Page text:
The Dash

Generally, I find one interesting story to share with you that correlates with one or sometimes two or a few people from my tree. That’s what I do, right? I tell the stories of the dead. This adventure will veer from the path of tradition I have created, if only slightly…

Earlier this week, Monday, April 10- to be exact, John Thomas celebrated his 70th birthday. Or he would have, if death had not intervened on April 30, 1993. 

In any event, I would like to tell his story today. I guess therein lies the problem… John isn’t just someone on my tree, who I researched and am now telling you about; He was my dad. 

My dad and I in the early 1980s

So. Instead of trying to pick one story to entertain you as you take a brief break in your day, I am going to tell you about the dash.

Growing up, he was called Johnny. Spend an afternoon with his cousins and you will know that Johnny was a joker, who loved to have fun. 

Some of Johnny’s many cousins…

One memorable story, I am often told is when Johnny would pull all the kids around in a blanket throughout the house. I know this was great fun,because he continued this tradition with his children- even pulling us down the stairs! I remember screaming along with my sister and brother as my dad yanked us through the hallways of our house. It’s great fun and if you’ve never tried it, I highly recommend you do it right away!

At some point, this fellow met my mom (a pretty wonderful lady) and they decided to get married- lucky for me and my kids and Johnny became Mr. J. 

Johnny and Valerie circa 1980 something 

Mr. J was a neighborhood favorite. Kids coming to the door to see if Mr. J could come out and play was just as likely to occur as them coming to see if I or my sibblings could come out to play. During the summer months, he could often be seen throwing kids into the backyard pool.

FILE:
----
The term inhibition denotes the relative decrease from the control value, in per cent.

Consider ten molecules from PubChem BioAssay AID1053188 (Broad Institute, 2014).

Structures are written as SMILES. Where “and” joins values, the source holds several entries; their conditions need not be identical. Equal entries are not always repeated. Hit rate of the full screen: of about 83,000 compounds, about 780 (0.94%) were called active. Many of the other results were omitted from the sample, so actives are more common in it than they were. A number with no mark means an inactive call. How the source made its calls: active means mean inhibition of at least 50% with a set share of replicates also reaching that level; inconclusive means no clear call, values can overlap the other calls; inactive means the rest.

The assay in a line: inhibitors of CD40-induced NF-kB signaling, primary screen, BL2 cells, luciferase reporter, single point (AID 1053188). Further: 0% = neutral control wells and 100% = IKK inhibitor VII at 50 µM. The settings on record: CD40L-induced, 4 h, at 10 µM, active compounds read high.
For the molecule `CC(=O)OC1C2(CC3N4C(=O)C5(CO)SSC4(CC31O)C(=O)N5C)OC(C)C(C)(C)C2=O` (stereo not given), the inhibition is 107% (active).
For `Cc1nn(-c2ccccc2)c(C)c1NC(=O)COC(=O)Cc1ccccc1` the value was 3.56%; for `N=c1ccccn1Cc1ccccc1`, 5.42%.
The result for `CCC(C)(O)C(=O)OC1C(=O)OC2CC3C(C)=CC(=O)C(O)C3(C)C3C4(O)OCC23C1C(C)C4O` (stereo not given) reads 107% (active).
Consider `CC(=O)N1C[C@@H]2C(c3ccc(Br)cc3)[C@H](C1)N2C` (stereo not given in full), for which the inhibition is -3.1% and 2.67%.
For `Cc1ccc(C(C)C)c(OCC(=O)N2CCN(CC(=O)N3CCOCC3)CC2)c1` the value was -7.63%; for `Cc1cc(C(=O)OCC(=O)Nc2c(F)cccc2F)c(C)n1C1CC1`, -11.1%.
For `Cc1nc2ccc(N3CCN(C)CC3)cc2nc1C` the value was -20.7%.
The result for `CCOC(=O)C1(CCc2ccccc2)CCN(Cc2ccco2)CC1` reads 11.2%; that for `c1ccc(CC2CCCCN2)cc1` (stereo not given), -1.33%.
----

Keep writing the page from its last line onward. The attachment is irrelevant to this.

If you were lucky, you caught him eating watermelon or crabs- because he was always willing to share that deliciousness with you. 

Summer evenings were reserved for trips to Carl’s Ice Cream (you may recall me telling you that this is a mandatory bucket list item) with friends and days were packed car rides to Kings Dominion- whatever it was, it was always fun with Mr. J.

When the rains came and the weather was bad, Mr. J could be found playing an involved and seemingly unending game of Monopoly (probably where my healthy affection for board games stems from) or Tetris on Nintendo (where my sister’s video addiction probably began)

Sundays after church, Johnny would claim the most comfortable spot on Nana’s floor, where he would either be cheering on his beloved Redskins (nothing I could do about that- much as I tried), playing Gin Rummy with Grandaddy and my Uncle Bruce or sleeping- especially if he had just finished eating Nana’s good home cookin’!

As you can see, a lot happened in the dash. More than is written here and that I will ever remember. Which is why I do what I do- to celebrate everything that happened between the numbers on either end of the dash.

As much as I enjoy talking to the dead- I encourage you to spend some time with the living and create some memories that others will enjoy celebrating some day. 

I love it when you click the like button and share, share, share! Don’t forget to leave a comment and tell me what you’re doing with your dash! I can’t wait to hear all about the memories you’re making and the fun you’re having while you’re doing it!

My own Ruby Bridges